The largest-ever lawsuit against an auditing firm is set to open Monday in a Miami-Dade County Circuit Court, pitting Big Four firm PwC against a trustee of the defunct Taylor, Bean & Whitaker Mortgage Corporation.
At stake: $5.5 billion.
The lawsuit was filed in 2013 by a trust formed following the bankruptcy of Ocala-based Taylor, Bean & Whitaker, which in the early 2000s was one of the nation’s largest mortgage companies. The firm was raided by federal agents in 2009 for its part in a seven-year, multibillion-dollar fraud scheme with Colonial BancGroup.
According to the lawsuit, the fraud went undetected by PwC, the independent public auditor in charge of auditing Colonial, as a result of “gross negligence.”
Never miss a local story.
PwC maintains that it, too, was duped.
The $5.5 billion action is one of a wave of suits against major auditing firms, including PwC, in the aftermath of the 2009 banking crisis. Most have alleged faulty work, said Jonathan Perlman, equity partner at Miami-based firm Genovese Joblove & Battista, who has prosecuted several cases against auditing firms. A majority of the cases have settled, including a suit brought against PwC for the alleged negligent auditing of failed brokerage MF Global Holdings Ltd. PwC paid $65 million in a settlement.
Few of the suits have gone to trial, Perlman said.
Still, Steven Thomas, lead trial lawyer for the trust, said he is confident this suit will succeed.
Thomas, who has has obtained several multimillion-dollar settlements and verdicts in cases involving negligent audits, said PwC’s alleged negligence is the “worst” of any case he’s had.
As early as 2002, six top executives at Taylor, Bean & Whitaker, including chairman Lee Farkas, colluded with two executives at Colonial to sign off on mortgage sales that didn’t exist. Colonial financed Taylor, Bean & Whitaker’s mortgages, but in order to bypass the federal lending limit, Colonial started registering loans from the mortgage company as sales instead.
Circumventing the lending limits allowed the fraud to grow exponentially as executives at each company worked to falsify documents and computer entries and shift money between Colonial bank accounts. Both Colonial and Taylor, Bean & Whitaker were raided on Aug. 3, 2009, and later filed for bankruptcy, leading to the sixth-largest banking failure in U.S. history.
Farkas was sentenced to 30 years in federal prison. Catherine Kissick at Colonial, who worked most closely with Farkas, received eight years in prison as part of a plea deal.
Public auditors are public watchdogs and they should be the first line of defense against [fraud]
Steven Thomas, lead trial lawyer for the trust
After the raid, 7,000 people lost their jobs at the two entities, Thomas said.
“When you talk about real people getting hurt, this was pretty direct for those people,” Thomas said. “Public auditors are public watchdogs and they should be the first line of defense against this.”
The lawsuit claims PwC, which has offices in Brickell, was in a position to catch and stop the fraud, but failed to do so through negligent reporting, including relying on an intern who certified information without allegedly verifying its existence. According to court documents, the trustee alleges that PwC missed multiple red flags during the seven years of fraud.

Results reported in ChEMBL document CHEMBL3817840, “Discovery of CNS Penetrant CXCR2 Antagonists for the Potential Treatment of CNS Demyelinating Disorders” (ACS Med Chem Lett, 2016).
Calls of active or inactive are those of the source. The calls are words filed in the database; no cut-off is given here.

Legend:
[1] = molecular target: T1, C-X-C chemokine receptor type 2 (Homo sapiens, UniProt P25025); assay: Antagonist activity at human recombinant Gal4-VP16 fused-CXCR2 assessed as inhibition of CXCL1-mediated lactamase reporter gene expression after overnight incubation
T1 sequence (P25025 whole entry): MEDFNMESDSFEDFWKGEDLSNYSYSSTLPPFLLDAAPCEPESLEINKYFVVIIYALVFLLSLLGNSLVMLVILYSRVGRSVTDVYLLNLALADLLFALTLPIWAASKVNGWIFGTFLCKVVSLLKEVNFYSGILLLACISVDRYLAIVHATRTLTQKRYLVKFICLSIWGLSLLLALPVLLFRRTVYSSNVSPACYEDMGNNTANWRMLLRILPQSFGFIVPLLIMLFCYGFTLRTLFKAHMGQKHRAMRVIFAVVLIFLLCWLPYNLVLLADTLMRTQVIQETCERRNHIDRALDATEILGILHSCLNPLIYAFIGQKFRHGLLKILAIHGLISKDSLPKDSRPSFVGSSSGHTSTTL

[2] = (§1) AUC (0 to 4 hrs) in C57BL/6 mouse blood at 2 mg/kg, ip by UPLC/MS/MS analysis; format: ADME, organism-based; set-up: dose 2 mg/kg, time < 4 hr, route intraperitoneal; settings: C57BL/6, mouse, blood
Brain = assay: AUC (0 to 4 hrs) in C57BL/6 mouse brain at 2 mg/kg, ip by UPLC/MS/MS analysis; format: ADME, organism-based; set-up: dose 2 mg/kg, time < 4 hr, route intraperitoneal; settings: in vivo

But PwC has countered in court documents that because of the level of collusion among executives, there was no way for the firm to catch the fraud, and that other internal auditors at each company also failed to discover it. PwC also argues that the illegal actions by Taylor, Bean & Whitaker bar the trustee from even bringing forth a case.
As the professional audit standards make clear, even a properly-designed and executed audit may not detect fraud, especially in instances when there is collusion, fabrication of documents, and the override of controls, as there was at Colonial Bank
Elizabeth Tanis, PwC’s lead trial counsel
“With regard to the services performed for Colonial Bancgroup, one of the targets of Taylor Bean’s fraud, PricewaterhouseCoopers did its job,” said Elizabeth Tanis, PwC’s lead trial counsel, via email. “As the professional audit standards make clear, even a properly-designed and executed audit may not detect fraud, especially in instances when there is collusion, fabrication of documents, and the override of controls, as there was at Colonial Bank.”
PwC has maintained in court documents that its responsibility is to follow accounting principles — which might not necessarily detect fraud.
But in a pretrial brief issued by the trustee, former PwC chairman Dennis Nally is quoted in a 2007 Wall Street Journal article saying that the “audit profession has always had a responsibility for the detection of fraud.”
Whether PwC pays billions of dollars hinges on how the court ultimately defines the auditor’s role. In addition to $5.5 billion in specified damages, the suit also seeks punitive damages that could significantly raise the amount.
With so much money at stake, Perlman said he expects the suit likely will be settled. If the trustee wins, it could drive PwC out of business, making it unable to pay the damages from the case, he said.
“Everybody knows there’s a reason to settle and there is only so much blood that you can get out of a stone,” Perlman said. “But obviously right now, they haven’t been able to agree on a number and it’s a little bit like playing poker. It’s up to each side to decide if we are better off settling now or [later].”
PwC is also facing two suits filed by a Colonial BancGroup trustee and the Federal Deposit Insurance Corp. in federal court in Alabama. The cases are slated for trial in February 2017.